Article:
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Re: [steering-discuss] Re: [Libreoffice] Hello! ... and lurking :-)

Hello Sam,

(emptying interesting bits of discussion for clarity).

I think it goes without saying that everybody should be respectful to each
Let me try to rephrase the general terms of this discussion from the broad
perspective of TDF (I'm not trying to suggest that this is an official
message from the Steering Committee of TDF, but... you get the point).

TDF started the LibreOffice eight months ago, and has so far released
software, deployed infrastructure and other resources, defined and
implemented processes while elaborating governance methods and structure
(that's still a work in progress).

TDF has had the ambition of being the future of the community
and after 8 months it is very safe to assume that it has largely succeeded
in being so. Granted, not everyone from has jumped to TDF;
existing Oracle employees have not joined the LibreOffice project
(obviously), and a few -but very few- people and teams have chosen either
not to choose, or to reject TDF mostly on personal grounds. Oracle has ended
up dropping the OpenOffice project as well as its commercial offerings
around it as this line of business and project were not complying to their
own internal criteria for profitability, and thus Oracle ended up dumping
the IPR assets to the Apache Foundation. I'm delighted to read from Andrew
Rist that Oracle will still support the existing OpenOffice infrastructure
throughout the transition. The announcement from Oracle came in 8 months
after the birth of the LibreOffice project. You will understand that any
argument framing the discussion along the lines that now that OpenOffice is
being transferred to the Apache Foundation we should all turn towards this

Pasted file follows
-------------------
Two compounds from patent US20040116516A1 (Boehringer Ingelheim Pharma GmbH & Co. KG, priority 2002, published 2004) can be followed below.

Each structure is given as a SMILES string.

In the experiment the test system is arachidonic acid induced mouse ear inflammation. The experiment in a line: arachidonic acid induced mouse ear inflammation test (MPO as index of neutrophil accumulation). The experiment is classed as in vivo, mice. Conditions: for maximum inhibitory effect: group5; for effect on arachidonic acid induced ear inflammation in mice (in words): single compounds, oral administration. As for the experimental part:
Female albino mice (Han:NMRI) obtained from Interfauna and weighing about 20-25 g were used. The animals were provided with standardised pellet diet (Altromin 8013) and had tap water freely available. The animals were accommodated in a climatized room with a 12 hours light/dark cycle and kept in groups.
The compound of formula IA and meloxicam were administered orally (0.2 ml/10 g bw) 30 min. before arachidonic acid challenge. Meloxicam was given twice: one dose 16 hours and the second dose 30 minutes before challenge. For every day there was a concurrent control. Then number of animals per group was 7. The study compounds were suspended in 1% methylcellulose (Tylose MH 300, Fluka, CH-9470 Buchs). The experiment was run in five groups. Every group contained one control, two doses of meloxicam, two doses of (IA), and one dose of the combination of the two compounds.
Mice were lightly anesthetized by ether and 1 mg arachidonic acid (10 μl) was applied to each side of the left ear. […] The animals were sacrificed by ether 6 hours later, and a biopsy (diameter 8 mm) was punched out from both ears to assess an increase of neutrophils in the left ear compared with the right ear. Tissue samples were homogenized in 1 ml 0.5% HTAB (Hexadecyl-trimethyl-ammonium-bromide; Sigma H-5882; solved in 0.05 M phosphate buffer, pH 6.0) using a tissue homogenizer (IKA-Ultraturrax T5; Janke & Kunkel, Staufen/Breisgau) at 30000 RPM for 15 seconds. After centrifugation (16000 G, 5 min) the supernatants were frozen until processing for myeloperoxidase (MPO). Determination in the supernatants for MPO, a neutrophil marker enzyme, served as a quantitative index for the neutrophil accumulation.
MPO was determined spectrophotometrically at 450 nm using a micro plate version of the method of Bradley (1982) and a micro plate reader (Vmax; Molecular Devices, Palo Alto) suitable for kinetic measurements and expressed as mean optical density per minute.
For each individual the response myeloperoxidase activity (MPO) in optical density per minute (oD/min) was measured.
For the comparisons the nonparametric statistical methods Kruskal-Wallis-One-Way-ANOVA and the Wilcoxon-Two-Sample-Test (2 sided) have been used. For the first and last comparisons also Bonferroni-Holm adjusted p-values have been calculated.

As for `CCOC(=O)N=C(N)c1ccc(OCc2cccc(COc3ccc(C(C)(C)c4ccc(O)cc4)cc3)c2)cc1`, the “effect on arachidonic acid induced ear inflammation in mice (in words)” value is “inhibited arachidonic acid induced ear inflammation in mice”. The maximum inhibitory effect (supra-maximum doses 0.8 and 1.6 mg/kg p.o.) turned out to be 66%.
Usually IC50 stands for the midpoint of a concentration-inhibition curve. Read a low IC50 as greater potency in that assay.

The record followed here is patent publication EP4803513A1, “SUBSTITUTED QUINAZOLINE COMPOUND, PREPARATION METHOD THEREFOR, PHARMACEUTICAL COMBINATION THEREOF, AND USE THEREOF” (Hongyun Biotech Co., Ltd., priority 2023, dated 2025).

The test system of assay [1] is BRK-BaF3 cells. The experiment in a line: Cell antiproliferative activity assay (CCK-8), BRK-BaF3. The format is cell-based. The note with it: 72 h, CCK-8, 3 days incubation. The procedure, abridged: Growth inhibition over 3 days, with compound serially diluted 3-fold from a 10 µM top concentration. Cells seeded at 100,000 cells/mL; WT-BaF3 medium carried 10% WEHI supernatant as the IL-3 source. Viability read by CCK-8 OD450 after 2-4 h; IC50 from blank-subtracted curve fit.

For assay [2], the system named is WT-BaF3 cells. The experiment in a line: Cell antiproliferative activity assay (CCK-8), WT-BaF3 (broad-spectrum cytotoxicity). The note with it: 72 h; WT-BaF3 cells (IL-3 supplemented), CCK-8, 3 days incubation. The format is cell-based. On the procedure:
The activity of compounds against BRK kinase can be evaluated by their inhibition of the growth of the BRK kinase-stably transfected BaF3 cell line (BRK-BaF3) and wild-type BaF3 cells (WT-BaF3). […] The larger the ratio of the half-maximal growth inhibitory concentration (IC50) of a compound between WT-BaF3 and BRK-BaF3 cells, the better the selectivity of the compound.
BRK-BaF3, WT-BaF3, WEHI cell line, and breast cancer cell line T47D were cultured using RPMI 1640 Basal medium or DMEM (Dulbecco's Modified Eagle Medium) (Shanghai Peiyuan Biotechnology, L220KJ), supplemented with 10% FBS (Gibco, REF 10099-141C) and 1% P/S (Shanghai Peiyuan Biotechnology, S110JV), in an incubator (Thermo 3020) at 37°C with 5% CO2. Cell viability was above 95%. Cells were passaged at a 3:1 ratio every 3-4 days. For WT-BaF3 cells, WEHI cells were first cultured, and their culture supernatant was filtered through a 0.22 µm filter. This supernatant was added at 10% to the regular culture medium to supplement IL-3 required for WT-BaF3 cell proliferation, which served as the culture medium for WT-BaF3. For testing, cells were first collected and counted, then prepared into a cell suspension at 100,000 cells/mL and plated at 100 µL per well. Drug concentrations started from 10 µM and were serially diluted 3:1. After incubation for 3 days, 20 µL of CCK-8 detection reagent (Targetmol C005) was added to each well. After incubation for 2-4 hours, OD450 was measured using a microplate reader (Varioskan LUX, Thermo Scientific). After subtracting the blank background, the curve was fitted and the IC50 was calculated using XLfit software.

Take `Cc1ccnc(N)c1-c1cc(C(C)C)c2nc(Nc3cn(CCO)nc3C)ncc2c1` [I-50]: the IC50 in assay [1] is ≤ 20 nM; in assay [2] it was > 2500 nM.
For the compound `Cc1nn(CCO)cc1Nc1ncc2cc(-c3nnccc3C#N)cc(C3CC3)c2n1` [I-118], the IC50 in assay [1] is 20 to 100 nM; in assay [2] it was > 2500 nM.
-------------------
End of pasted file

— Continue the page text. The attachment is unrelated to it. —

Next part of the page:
project sounds weird, chronologically anachronistic, and probably
counterproductive in our view.

But this is not a reason for TDF and the Apache Foundation to stop
discussing the matter at hand.

Going back to the OpenOffice project, I think it's safe to assume four key
elements in our discussion. Some of these are issues, but some others are
just factors to be considered.
- Oracle will not provide its existing OpenOffice engineers to continue the
OpenOffice project.
- Unless IBM pours engineers on it, it is likely that there will be a very
small community of developers working on OpenOffice
- IBM does have business and operational requirements that make the transfer
of OpenOffice to an Apache environment desirable and appealing.
- TDF and ASF have very different views on licensing.

Simon Phipps made some very interesting proposals yesterday on the Apache
list, and I'm glad to see that one of the many threads around this debate on
the Apache mailing list is furthering this discussion; namely, that the
OpenOffice project at Apache be not so much considered as an end to itself,
but rather as an engineering project catering to specific needs of IBM while
also helping the LibreOffice project in specific areas. The point on the
OpenOffice project not providing binaries is going in that direction.

I thus think that there is room for TDF and ASF to cooperate even if the two
will not change their stance on licensing easily. This being said, many of
us here at TDF still question the whole relevance of an OpenOffice project
*anywhere* but inactive now that LibreOffice exists, runs and has been
releases several versions of stable software. I hope this helps you
understand more about our perception.

Charles-H. Schulz.

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